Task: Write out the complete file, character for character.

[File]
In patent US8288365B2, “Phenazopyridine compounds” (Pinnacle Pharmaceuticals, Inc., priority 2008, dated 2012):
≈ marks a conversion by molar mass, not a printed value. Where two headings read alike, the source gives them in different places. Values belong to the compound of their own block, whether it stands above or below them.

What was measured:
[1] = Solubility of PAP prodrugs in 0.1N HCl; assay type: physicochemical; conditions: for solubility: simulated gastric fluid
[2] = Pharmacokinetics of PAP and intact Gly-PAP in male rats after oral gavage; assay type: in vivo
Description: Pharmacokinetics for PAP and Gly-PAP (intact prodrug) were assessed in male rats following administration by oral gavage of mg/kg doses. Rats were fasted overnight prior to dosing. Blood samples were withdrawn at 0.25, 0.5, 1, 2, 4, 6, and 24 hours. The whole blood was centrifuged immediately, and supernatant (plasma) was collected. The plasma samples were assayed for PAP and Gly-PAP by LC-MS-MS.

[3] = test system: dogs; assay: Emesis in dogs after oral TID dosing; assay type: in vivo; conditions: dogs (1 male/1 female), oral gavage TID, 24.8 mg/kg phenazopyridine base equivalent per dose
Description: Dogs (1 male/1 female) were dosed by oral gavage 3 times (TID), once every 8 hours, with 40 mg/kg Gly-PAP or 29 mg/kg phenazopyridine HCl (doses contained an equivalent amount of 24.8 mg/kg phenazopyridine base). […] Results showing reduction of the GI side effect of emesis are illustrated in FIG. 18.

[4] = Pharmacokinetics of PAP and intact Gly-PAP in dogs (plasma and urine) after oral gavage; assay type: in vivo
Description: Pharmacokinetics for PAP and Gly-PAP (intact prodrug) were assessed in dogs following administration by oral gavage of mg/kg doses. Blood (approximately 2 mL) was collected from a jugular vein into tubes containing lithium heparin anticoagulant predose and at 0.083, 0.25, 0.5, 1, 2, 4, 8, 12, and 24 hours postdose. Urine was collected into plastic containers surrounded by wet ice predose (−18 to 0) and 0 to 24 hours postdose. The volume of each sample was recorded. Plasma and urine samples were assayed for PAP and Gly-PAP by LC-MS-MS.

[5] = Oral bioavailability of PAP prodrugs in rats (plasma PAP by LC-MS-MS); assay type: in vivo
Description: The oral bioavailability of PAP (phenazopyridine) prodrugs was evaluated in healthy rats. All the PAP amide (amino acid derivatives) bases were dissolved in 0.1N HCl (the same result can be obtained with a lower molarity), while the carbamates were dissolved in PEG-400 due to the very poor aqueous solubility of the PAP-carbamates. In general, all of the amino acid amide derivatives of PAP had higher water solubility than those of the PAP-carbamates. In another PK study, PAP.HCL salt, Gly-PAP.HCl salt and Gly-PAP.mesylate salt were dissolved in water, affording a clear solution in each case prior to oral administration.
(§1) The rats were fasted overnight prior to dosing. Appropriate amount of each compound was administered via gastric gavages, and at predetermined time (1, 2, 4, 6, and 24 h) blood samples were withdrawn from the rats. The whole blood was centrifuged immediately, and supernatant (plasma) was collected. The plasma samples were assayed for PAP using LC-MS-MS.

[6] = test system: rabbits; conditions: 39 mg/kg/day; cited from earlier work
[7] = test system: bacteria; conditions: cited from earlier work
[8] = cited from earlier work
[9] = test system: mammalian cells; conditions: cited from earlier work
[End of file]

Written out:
In patent US8288365B2, “Phenazopyridine compounds” (Pinnacle Pharmaceuticals, Inc., priority 2008, dated 2012):
≈ marks a conversion by molar mass, not a printed value. Where two headings read alike, the source gives them in different places. Values belong to the compound of their own block, whether it stands above or below them.

What was measured:
[1] = Solubility of PAP prodrugs in 0.1N HCl; assay type: physicochemical; conditions: for solubility: simulated gastric fluid
[2] = Pharmacokinetics of PAP and intact Gly-PAP in male rats after oral gavage; assay type: in vivo
Description: Pharmacokinetics for PAP and Gly-PAP (intact prodrug) were assessed in male rats following administration by oral gavage of mg/kg doses. Rats were fasted overnight prior to dosing. Blood samples were withdrawn at 0.25, 0.5, 1, 2, 4, 6, and 24 hours. The whole blood was centrifuged immediately, and supernatant (plasma) was collected. The plasma samples were assayed for PAP and Gly-PAP by LC-MS-MS.

[3] = test system: dogs; assay: Emesis in dogs after oral TID dosing; assay type: in vivo; conditions: dogs (1 male/1 female), oral gavage TID, 24.8 mg/kg phenazopyridine base equivalent per dose
Description: Dogs (1 male/1 female) were dosed by oral gavage 3 times (TID), once every 8 hours, with 40 mg/kg Gly-PAP or 29 mg/kg phenazopyridine HCl (doses contained an equivalent amount of 24.8 mg/kg phenazopyridine base). […] Results showing reduction of the GI side effect of emesis are illustrated in FIG. 18.

[4] = Pharmacokinetics of PAP and intact Gly-PAP in dogs (plasma and urine) after oral gavage; assay type: in vivo
Description: Pharmacokinetics for PAP and Gly-PAP (intact prodrug) were assessed in dogs following administration by oral gavage of mg/kg doses. Blood (approximately 2 mL) was collected from a jugular vein into tubes containing lithium heparin anticoagulant predose and at 0.083, 0.25, 0.5, 1, 2, 4, 8, 12, and 24 hours postdose. Urine was collected into plastic containers surrounded by wet ice predose (−18 to 0) and 0 to 24 hours postdose. The volume of each sample was recorded. Plasma and urine samples were assayed for PAP and Gly-PAP by LC-MS-MS.

[5] = Oral bioavailability of PAP prodrugs in rats (plasma PAP by LC-MS-MS); assay type: in vivo
Description: The oral bioavailability of PAP (phenazopyridine) prodrugs was evaluated in healthy rats. All the PAP amide (amino acid derivatives) bases were dissolved in 0.1N HCl (the same result can be obtained with a lower molarity), while the carbamates were dissolved in PEG-400 due to the very poor aqueous solubility of the PAP-carbamates. In general, all of the amino acid amide derivatives of PAP had higher water solubility than those of the PAP-carbamates. In another PK study, PAP.HCL salt, Gly-PAP.HCl salt and Gly-PAP.mesylate salt were dissolved in water, affording a clear solution in each case prior to oral administration.
(§1) The rats were fasted overnight prior to dosing. Appropriate amount of each compound was administered via gastric gavages, and at predetermined time (1, 2, 4, 6, and 24 h) blood samples were withdrawn from the rats. The whole blood was centrifuged immediately, and supernatant (plasma) was collected. The plasma samples were assayed for PAP using LC-MS-MS.

[6] = test system: rabbits; conditions: 39 mg/kg/day; cited from earlier work
[7] = test system: bacteria; conditions: cited from earlier work
[8] = cited from earlier work
[9] = test system: mammalian cells; conditions: cited from earlier work